Centre for Higher Education and Equity Research (CHEER)


To view the recordings of CHEER events that have taken place during the last academic year, see Events Archive: 2016/17. 

Details of all upcoming CHEER events for the 2017/18 academic year in CHEER Events: 2017/18 [PDF 79.69KB]


Dr Sarah Jane AistonDate: 5 February 2018
Time: 5-6.30pm  
Venue: Room 104, Fulton
Speaker: Dr Sarah Jane Aiston, Senior Lecturer, Department of Education and Social Justice, University of Birmingham and Hon. Associate Professor, Faculty of Education, University of Hong Kong

The Silence/ing of Academic Women

The underrepresentation of women in the most senior ranks and leadership positions in the academy is a global phenomenon. How and why women academics experience the higher education profession differently to their male colleagues has been the subject of extensive research.

In this seminar, Dr Aiston brings a new conceptual dimension to our understanding of this complex and enduring issue. Based on 35 interviews with women academics from three world leading research-intensive universities, she will introduce the concept of the silence - and silencing - of academic women.
The theoretical frame of ‘micro-inequities’ (small events) - which are hard to prove and covert - is used to analyse why academic women remain silent. And are silenced.

Seminar Promo: CHEER Seminar Promo: 5feb2018 [PDF 85.45KB]


Dr Emily HendersonDate: 5 March 2018
Time: 5-6.30pm  
Venue: TBC
Speaker: Dr Emily F. Henderson, Assistant Professor, Centre for Education Studies, University of Warwick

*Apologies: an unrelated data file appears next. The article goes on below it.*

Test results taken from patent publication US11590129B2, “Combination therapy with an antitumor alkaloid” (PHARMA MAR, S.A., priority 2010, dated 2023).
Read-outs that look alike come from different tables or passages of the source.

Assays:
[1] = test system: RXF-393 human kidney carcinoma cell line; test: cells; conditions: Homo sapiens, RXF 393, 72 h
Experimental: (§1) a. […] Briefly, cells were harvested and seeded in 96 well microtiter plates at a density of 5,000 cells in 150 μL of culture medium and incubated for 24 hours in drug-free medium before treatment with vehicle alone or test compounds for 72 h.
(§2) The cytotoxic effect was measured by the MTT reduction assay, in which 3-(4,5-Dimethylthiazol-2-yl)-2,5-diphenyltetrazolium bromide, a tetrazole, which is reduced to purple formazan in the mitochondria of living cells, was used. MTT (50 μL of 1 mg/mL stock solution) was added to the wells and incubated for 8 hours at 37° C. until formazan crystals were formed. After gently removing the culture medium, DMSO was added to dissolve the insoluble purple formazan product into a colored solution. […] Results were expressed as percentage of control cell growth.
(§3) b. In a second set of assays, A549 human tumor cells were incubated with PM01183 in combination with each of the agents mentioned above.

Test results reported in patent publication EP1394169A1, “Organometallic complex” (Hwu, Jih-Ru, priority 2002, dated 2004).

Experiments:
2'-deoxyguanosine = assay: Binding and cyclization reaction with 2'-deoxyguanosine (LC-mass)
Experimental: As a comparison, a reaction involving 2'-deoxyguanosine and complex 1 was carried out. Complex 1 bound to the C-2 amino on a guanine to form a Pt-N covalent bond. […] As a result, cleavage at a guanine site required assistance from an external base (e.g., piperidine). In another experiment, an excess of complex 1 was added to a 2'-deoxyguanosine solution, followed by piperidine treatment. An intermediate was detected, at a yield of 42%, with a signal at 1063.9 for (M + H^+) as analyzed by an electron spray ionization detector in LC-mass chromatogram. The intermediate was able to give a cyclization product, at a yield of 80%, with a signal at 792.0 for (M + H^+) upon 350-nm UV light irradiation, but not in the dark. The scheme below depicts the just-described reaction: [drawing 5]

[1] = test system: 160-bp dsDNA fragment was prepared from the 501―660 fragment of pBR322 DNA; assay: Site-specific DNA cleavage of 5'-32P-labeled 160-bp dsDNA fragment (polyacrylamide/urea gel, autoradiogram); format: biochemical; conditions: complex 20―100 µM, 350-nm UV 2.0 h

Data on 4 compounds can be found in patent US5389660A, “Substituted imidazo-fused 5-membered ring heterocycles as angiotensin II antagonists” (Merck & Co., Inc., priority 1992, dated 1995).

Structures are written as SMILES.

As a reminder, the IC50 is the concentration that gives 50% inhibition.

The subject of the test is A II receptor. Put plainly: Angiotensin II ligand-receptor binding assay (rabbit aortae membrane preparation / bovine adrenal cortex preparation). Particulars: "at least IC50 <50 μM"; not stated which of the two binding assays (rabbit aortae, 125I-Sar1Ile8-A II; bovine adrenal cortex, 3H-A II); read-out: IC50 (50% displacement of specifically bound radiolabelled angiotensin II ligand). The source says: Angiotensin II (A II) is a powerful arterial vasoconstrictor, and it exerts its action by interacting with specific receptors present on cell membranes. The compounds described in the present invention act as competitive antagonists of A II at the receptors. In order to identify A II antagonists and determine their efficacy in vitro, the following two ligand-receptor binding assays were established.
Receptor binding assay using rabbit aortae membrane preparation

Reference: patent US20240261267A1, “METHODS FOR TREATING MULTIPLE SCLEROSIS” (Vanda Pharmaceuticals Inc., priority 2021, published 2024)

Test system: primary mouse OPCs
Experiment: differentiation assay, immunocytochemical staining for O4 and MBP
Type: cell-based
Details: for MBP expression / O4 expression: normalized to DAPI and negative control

In Two Places at Once: Time, Subjectivity and the Academic Profession - Caring reponsibilities and conference participation

Traditional constructions of academic subjectivity were (and still are) dominated by an individualistic conception of care-free academics. Although higher education institutions have in some ways adapted to counter this limited notion of what it is to be an academic, certain defining practices of the academic profession are resistant to change.

Conferences are an example of one of these practices, because the expectation of sporadic, short-term travel to different locations implicitly suggests a lack of ongoing responsibilities. While it is commonly asserted that attending conferences is not essential to progressing in an academic career, parallel discourses exist about the benefits that conferences bring, such as accessing developments in the discipline, making international contacts and disseminating research. Conferences are an under-researched area in which inequalities of access remain largely unaddressed.

The ‘In Two Places at Once’ research project explored issues of access to and participation in national and international conferences; in addition to exploring obstacles and facilitating factors affecting access to conferences, the project investigated academics’ practices of managing the often conflicting roles of carer and conference delegate while at conferences. This seminar focuses on the theorisation of time, subjectivity and academia that underpins the project, and presents findings and analysis.

Seminar Promo: CHEER Seminar Promo: 5march2018 [PDF 94.24KB]



Date: 19 September 2017  
Time: 10am-4.30pm
Venue: Gardner Tower, Attenborough Centre for the Creative Arts
Speakers: Confirmed Sussex speakers include Professor Andrea Cornwall (Anthropology/International Development), Dr Charlotte Morris (CHEER, Education/Law, Politics & Sociology) and Dr Liz Sage (ADQE).